Courses | B.A. in Journalism and Integrated Media

Summary

Below are some of the courses you’ll have an opportunity to take as a student in this program. Note: This list is intended to give you a quick glimpse into the program’s academic offerings, and should not be used as a guide for course selection or academic advising. For official program requirements see catalog for details.



Major Courses

Overview of the influence of American media beginning with Journalism in the late 1700s, extending into convergent media of the early 21st century. The course examines the crafting and influence of media messages over time, including print, photo, audio, video, and interactive Web media. The course examines interplay of journalism and public relations over the decades, exploring the roots of, and ethical principles underlying, best practice(s). Students will juxtapose their biblical world-view with ethical decision-making seen in today's national and international media. Grade Mode: A.
A course introducing students to fact-based storytelling that combines print and visuals in a Web format that meets the needs of students aiming at careers in the convergent media of journalism and public relations. Students learn convergence through readings, discussion, observation and project work. The course serves as a prerequisite to Convergent Media Production. Grade Mode: A.
An examination of the basics of photography-editorial, graphic and technical. This introduction presumes no previous knowledge of photography. Students learn to capture images based on the above criteria with standard digital photographic equipment (SLR based). Students also learn basic skills to edit still photographs with the 'digital darkroom' and prepare them for publications and Web media. Grade Mode: A.
Practical study and experience in successful strategies for making the step from academia to journalism and public relations careers. Students interact with working professionals through guest lectures, media tours and mock job interviews, examining the maturity of their gifts and skills and whether they have the readiness needed for effective participation in journalism, public relations, or other media environments--whether as an intern or a new employee. The course also helps students examine steps needed to prepare for graduate school, law school, and church or missions-related ministry as options naturally following their journalism preparation. Grade Mode: A.
Deadline production for the Web using news, features and sports reporting approaches. Students learn techniques for effectively combining writing, still photos, video clips, audio files, and interactive media elements to produce contextual coverage of breaking events and trends affecting the Biola campus and/or the surrounding region. Students rotate responsibilities for various pieces of the convergent product. Grade Mode: A.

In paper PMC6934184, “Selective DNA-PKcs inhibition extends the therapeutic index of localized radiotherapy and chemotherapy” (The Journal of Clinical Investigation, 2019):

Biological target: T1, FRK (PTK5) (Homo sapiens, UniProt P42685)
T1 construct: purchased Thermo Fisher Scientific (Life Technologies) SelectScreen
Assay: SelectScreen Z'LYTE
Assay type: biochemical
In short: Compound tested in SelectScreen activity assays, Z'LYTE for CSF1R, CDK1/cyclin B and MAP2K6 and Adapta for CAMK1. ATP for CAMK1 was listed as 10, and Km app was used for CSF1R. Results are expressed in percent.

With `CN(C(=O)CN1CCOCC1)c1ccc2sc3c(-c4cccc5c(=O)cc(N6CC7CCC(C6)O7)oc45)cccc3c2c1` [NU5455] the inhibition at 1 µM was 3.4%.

An introductory course providing students with the media tools and grasp of marketing-related media theory needed for effective digital communications in businesses and organizations. Course content will cover the basic social media platforms and their uses from an organizational standpoint; Search Engine Optimization (SEO) tools and methods; and digital strategy for online advertising, analytics and website user trending. Upon completion, students will be equipped to create digital communication strategies, understanding the platforms and tools available along with methods to measure effectiveness for a variety of audiences. Grade Mode: A.
A portfolio-driven, introductive learning experience beyond the university classroom via working in a company, business or media-related organization. This course will allow students to explore their interest, aptitude and stamina for work within their chosen area of journalism, public relations or media-related ministry. This course is aimed at providing students with a beginning portfolio of work suitable for applying to an advanced internship in a media career, public relations career or media-related ministry organization Notes: Sixty hours of internship are required for each academic credit. May be taken multiple times for credit for a total of 3 times. Grade Mode: A.
Study of theoretical approaches to the First Amendment as well as specific areas of concern to professional journalists such as defamation, privacy, fair trial, obscenity, copyright, shield laws, sunshine laws, etc. Exploration of applied professional ethics and contemporary professional issues of ethics for journalists. Grade Mode: A.
A portfolio-driven, rigorous learning experience beyond the university classroom via working in an advanced internship with a company, business or media-related organization. This course will allow students to refine their interest, aptitude and stamina for work within their chosen area of journalism, public relations or media-related ministry by engaging in an internship that requires more than an entry level position. This course is aimed at providing students with an advanced portfolio of work suitable for applying to entry level positions in a media career, public relations career or media-related ministry organization. In addition, students will refine their resumes and other components to prepare them for a career after Biola. Notes: One hundred and twenty hours of internship are required for this course. Grade Mode: A.
A capstone course for journalism majors organized in a seminar style in which students review the philosophies of formative thinkers behind American journalism (print, broadcast and Internet), and examine the philosophy of a journalist whom they'll shadow. The course culminates in each student's examination of his or her own philosophy of journalism and sense of calling as a believer practicing journalism or public relations or as an influence in the marketplace of public opinion. Grade Mode: A.